Environmental disputes: Competition for scarce resources and clashing of values
Negotiation is a joint decision-making process through which interdependent persons mutually decide how scare resources will be allocated. Mutual decision making is a necessary component of negotiation. If one party has complete authority over the other party, negotiation cannot occur. Whereas environmental disputes can occur even when only one party gets to make the decision, negotiations require that more than one party have decision-making power. Many conflicts arise not because of competing interests but because parties do not share the same conceptualization of the situation. This may occur because of divergent ideologies, values, or cognitive structures. Resolutions to environmental conflicts require an altered understanding of the situation, interests, values, and ideologies held by one or both people. Negotiations must also involve a range of feasible outcomes. If one person must choose between total victory or yielding completely, no bargaining can occur.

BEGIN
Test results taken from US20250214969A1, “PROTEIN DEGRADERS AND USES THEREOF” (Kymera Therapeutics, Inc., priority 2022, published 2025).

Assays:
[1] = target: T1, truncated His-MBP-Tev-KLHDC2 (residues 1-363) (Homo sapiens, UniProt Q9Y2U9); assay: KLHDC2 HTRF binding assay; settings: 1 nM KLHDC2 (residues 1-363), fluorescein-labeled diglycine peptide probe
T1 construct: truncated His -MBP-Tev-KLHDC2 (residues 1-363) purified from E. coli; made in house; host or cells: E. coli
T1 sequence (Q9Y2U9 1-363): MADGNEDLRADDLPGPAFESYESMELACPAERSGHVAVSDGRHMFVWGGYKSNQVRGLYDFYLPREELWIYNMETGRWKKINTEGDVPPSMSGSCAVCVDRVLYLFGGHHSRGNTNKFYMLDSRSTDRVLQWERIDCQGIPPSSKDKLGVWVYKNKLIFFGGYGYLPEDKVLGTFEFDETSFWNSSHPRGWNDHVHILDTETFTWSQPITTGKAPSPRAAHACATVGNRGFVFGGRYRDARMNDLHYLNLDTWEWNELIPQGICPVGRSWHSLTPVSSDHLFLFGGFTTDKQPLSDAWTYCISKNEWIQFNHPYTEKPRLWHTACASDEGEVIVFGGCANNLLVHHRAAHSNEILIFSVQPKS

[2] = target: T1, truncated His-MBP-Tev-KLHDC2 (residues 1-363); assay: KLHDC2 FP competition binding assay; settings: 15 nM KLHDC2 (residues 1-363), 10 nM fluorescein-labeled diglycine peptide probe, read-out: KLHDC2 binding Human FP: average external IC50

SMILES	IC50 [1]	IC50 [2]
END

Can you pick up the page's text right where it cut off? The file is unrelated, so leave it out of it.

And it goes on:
Leigh Thompson, Richard Gonzalez
Thompson, Leigh, and Richard Gonzalez. 1997. Environmental disputes: Competition for scarce resources and clashing of values.